The Practice of Letting Go
In Buddhism, the Buddha teaches in the second of the four noble truths that our suffering is caused by our attachments. In the brilliant spirit teachings of The Yoga Sutras, Patanjali refers to attachment: avidyasmita raga dvesabhinivesah klesah. Ignorance, egoism, attachment, hatred, and clinging to bodily life are the five obstacles on the path of practice. I have come to believe that our attachments, our need to control, will often be what leads to the other four obstacles. Through these teachings we are asked to remember that we must move beyond greed or clinging; we must not get fixed with the varying identifications of self or other.
We do not have to search far to attend to our practices of letting go. I comfortably rest my head upon my pillow and say farewell to another day, as I happily move towards sleep. With a dance in my step I say goodbye to desert summer to welcome the cooler temperatures and an energy a bit less intense. In yoga, we learn that the release of each breath is more than benign action; it actually transforms into the magical pranification that links our very small selves to the aliveness of the planet!
While I have chosen a path that asks me to pay attention to seeing clearly, I have at times missed opportunities to see that it was time for change, which subsequently led the necessary lettings go to become all that much more uncomfortable. Do you know what it is you cling to? Do you recognize stagnation, or when it is time for metamorphosis? Have you at times imposed false security on yourself or another? While we do learn to work with others, even depend on them in love and in like do we recognize that change in relationships will happen? And how do we meet these shifts? Do we recognize transformation, or do we have a tendency to hold on tight and thereby deny a potent opportunity for the practice of letting go?
Over the years I have had quite a bit of practice at surrendering to both the small endings and the larger transitions, whether it be learning to be alright with the end of a fabulous dessert, a vacation, a creative project, a season, a relationship, or even the presence of my beloved elders on this Earth. I have also trained myself in becoming familiar with particular moods and preferred storylines, and undergone maturation and growth as I have developed the abilities to work with energies that can build up and either lead to a tantrum of sorts or get stuck and give way to depression. However, with all the growth that has occurred in so many practices of letting go, there are still so many things I cling to!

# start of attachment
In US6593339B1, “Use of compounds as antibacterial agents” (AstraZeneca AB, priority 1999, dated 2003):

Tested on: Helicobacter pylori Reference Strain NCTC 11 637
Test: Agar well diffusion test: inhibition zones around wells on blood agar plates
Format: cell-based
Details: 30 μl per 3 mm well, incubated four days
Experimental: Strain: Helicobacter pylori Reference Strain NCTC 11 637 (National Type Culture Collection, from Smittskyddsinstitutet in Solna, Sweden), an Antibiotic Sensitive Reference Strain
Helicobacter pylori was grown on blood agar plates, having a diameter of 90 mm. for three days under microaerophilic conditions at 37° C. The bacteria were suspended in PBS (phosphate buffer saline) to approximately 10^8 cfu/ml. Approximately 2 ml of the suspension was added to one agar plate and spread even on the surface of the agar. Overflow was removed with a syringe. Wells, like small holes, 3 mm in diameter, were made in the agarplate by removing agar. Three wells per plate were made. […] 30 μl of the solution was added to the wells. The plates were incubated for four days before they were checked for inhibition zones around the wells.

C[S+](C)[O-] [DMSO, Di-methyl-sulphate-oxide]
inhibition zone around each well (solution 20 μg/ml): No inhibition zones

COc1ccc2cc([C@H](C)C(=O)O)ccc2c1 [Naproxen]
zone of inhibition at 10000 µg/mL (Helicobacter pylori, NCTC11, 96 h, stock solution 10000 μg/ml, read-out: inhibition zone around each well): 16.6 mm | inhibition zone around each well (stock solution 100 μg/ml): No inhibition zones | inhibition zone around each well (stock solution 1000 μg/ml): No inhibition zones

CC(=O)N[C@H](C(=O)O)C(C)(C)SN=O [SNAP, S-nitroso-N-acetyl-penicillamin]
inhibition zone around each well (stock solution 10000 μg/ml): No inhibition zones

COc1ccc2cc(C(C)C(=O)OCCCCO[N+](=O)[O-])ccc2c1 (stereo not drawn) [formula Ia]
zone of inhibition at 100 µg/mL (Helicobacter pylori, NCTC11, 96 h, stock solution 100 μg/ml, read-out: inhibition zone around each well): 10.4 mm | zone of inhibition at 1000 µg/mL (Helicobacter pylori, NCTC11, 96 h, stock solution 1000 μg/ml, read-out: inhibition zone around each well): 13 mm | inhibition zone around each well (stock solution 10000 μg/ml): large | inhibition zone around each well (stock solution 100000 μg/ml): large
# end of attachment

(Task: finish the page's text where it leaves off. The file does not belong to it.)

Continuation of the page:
It is a certainty in life that things will shift. We have the perfect model of the wilds of nature all around us: she seamlessly moves from dawn to dusk, from winter to spring, from seed to bounty, honoring all things impermanent. There will be changes in family, the addition of a lover, a child, or the passing of an elder. We also have alliances that grow and change in our friendships, our work, and our communities. It is with the delusion of permanence we perhaps hold on tighter. We want security, and we often think it must be through sameness.
How can we open and honor how we might be on paths of varying degrees? Are we willing to embrace inevitable change? Are we training ourselves to remember how to soften, like a babe in his mama’s arms? To be free of grasping, or at least to recognize it as it arises or when its claws are imprisoning us? Are we able to acknowledge that this is an entire lifetime’s PRACTICE! Or are we so afraid of what we do not know that we forget that without death there can be no rebirth? That what we thought was indivisible might actually be ripe for expansion? This liberation can be organic, unless we fall prey to our occasional ignorance of impermanence.
As I contemplate all of this, I myself am embracing transition. A new practice budding from 13+ years integrating my studies of experiential practices of body, mind and spirit. While I would like the transformation and the blossoming to be as seamless as the ripening of a flower, I must first be willing to recognize how I cling; to acknowledge my own flavors of insecurity or inadequacy; my own ignorant states of needing to know it all, or make life shinier, or make myself seemingly more intelligent; and to be aware of my occasional ignorance that everyone will jump on board with me and be ready to progress at the same tempo as mine.
As I begin each day with an intention of seeing clearly into the ways in which I might let go a little more, I am developing my capacity to know myself intimately and to grow my awareness of just how powerful this practice can be. When we can see our attachments and work with them—honor them, actually—we can diminish the behaviors that are often reactions to our fears and that typically stem from past frustrations and mental imprints.
Are we willing to grow ourselves to see how we might resist the natural flow of life? Can we recognize the liberation that comes with a practice of letting go? The blessings might become more vivid when we notice ourselves becoming mired in fears of the unknown and then we address those fears.
May we remember that stepping into ourselves and our courage requires practice and commitment. And may we come to know through our own experiences an awakened faith that is grounded in our own daily practices. May we come to know that what is dark will one day be light, and that what we do not know will be revealed, in time, with patience, as all things are. Perhaps as we become intimate with our softest selves, as we let go when we are holding on too tightly, we will fall deeply in love with the unfolding of our own lives, and with the bliss of it all!